2. In November 2015, the Fisheries Minister endorsed ABALOBI as the official catch management system for the implementation of the new Small-scale Fisheries Policy.
  3. Fishers in one of the pilot sites have grouped together to discuss and prepare for the implementation of the Policy, and have successfully engaged with a retailer interested in purchasing several seafood species in a Fisheries Improvement Project that will see the use of ABALOBI towards traceability, and a type of Fairtrade certification.
  4. ABALOBI now initiated a restuarant supported fishery via the MARKETPLACE app where fishers can sell their produce at a fair price, and patrons can purchase fresh fully traceable seafood.


The small fishing village of Struisbaai is one of the five areas where Abalobi is being piloted. Struisbaai is near Cape Agulhas, where the Indian and Atlantic Oceans meet, with the harbour being the pivotal point around which the village operates. Sea and weather conditions determine whether fishers are able to go out to sea and when GroundUp visited the Struisbaai the conditions were poor, meaning that there were only a few boats out at sea. At midday the boats — many looking in need of repair — began to come into shore and offload their catch: yellowfin tuna, stumpnose and some small sharks were offloaded from the boats. Niklaas Joorst, the skipper of one of the boats, is one of the five fishers in Struisbaai involved in the pilot of Abalobi. He believes that the app “will help a lot of people” if all fishers in Sruisbaai could use it, with one of the major benefits being able to set prices amongst the fishers so that they have increased bargaining power. In the bigger picture this would also mean that the information that fisheries management is gets is accurate, up-to-date and reflective of all fishers in the sea. Joorst puts all his data into the app when he comes back from sea, saying that it has helped him a lot as he is able to go back over his data every month – looking at income, expenses and his catch. The Abalobi system would make the notorious “blue books” obsolete. The “blue books” are where fishers currently record data pertaining to their catch – a process that is time consuming and often does not result in adequate feedback to the fishers themselves. “The Abalobi is a much better system [than the blue books],” says Joorst. This is something that Josias Marthinus, a catch data monitor in Struisbaai agrees with. Marthinus’s job is to record data from each fisher’s catch, such as the weight of the catch and the species, which is then given to the department. Currently he has to write everything out by hand and the data is only collected once a month. “We sit with the data the whole month,” he says, “I use many [pieces of] paper per boat.” Marthinus has now been equipped with a tablet loaded with the Abalobi app, meaning that with a couple of clicks he is able to fill in the data for each fisher’s catch. Marthinus says that the data captured on the app can help fishers secure bank loans to fix their boats and can also aid in paying taxes as they now have detailed data on their income and expenses.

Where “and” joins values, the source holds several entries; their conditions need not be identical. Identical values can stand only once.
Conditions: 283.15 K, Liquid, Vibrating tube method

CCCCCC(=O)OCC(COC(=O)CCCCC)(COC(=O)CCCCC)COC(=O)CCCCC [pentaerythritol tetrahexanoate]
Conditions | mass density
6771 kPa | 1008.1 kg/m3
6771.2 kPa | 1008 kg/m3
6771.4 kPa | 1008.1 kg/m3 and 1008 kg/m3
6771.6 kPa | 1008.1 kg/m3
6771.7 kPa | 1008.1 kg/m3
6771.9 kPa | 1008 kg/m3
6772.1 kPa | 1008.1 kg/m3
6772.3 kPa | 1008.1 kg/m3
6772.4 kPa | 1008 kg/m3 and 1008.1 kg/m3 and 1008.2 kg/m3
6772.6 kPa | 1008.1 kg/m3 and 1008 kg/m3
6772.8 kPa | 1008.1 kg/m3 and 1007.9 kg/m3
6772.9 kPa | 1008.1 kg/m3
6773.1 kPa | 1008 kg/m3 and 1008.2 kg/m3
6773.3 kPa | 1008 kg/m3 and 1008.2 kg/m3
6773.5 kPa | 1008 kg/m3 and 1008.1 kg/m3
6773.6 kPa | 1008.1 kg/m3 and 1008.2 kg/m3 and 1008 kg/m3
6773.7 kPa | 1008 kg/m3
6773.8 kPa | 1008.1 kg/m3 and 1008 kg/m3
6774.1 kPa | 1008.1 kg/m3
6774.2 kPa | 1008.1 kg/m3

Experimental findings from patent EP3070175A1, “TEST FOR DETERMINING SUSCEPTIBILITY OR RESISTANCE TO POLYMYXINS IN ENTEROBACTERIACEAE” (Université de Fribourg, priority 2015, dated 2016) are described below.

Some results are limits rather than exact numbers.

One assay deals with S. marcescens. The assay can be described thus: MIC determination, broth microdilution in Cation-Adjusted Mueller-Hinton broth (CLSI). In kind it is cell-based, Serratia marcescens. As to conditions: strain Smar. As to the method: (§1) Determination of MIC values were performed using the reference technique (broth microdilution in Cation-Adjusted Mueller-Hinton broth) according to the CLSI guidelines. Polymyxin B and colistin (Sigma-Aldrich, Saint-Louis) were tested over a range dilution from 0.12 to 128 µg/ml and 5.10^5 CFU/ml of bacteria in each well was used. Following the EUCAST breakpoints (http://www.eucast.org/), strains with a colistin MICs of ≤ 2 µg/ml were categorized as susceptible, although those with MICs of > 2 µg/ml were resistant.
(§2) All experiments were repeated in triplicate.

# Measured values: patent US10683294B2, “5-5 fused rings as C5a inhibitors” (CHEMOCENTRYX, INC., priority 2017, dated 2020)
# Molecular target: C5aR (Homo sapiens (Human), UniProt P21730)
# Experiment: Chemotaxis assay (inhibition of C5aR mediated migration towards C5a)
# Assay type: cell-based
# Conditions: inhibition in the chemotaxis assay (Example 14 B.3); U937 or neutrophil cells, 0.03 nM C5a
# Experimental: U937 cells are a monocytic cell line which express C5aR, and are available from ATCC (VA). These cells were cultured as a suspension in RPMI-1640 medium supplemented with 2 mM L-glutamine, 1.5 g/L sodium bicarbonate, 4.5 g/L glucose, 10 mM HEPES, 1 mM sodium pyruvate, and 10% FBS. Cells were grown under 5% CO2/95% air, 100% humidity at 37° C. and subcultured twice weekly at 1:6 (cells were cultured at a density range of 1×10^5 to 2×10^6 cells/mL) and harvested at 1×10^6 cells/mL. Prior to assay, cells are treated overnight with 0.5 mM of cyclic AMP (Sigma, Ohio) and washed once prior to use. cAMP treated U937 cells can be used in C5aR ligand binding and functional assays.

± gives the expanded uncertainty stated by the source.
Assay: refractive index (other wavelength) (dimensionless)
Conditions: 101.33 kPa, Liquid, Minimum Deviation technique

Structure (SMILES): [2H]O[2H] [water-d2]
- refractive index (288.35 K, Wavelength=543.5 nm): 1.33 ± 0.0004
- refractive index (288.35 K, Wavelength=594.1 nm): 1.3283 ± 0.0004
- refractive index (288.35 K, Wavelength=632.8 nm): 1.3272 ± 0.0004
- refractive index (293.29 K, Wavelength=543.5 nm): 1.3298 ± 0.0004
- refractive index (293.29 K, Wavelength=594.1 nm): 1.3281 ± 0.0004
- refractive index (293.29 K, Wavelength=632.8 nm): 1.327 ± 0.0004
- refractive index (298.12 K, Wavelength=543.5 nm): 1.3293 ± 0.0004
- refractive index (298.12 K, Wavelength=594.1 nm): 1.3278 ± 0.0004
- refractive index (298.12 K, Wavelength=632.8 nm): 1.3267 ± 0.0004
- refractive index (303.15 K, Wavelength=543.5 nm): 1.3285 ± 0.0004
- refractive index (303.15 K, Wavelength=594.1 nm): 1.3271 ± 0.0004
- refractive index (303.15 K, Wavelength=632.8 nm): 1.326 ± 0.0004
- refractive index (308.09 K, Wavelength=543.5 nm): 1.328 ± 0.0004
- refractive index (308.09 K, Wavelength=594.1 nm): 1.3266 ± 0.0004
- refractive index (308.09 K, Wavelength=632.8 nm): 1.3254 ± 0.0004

Contributed by

Serge Raemaekers University of Cape Town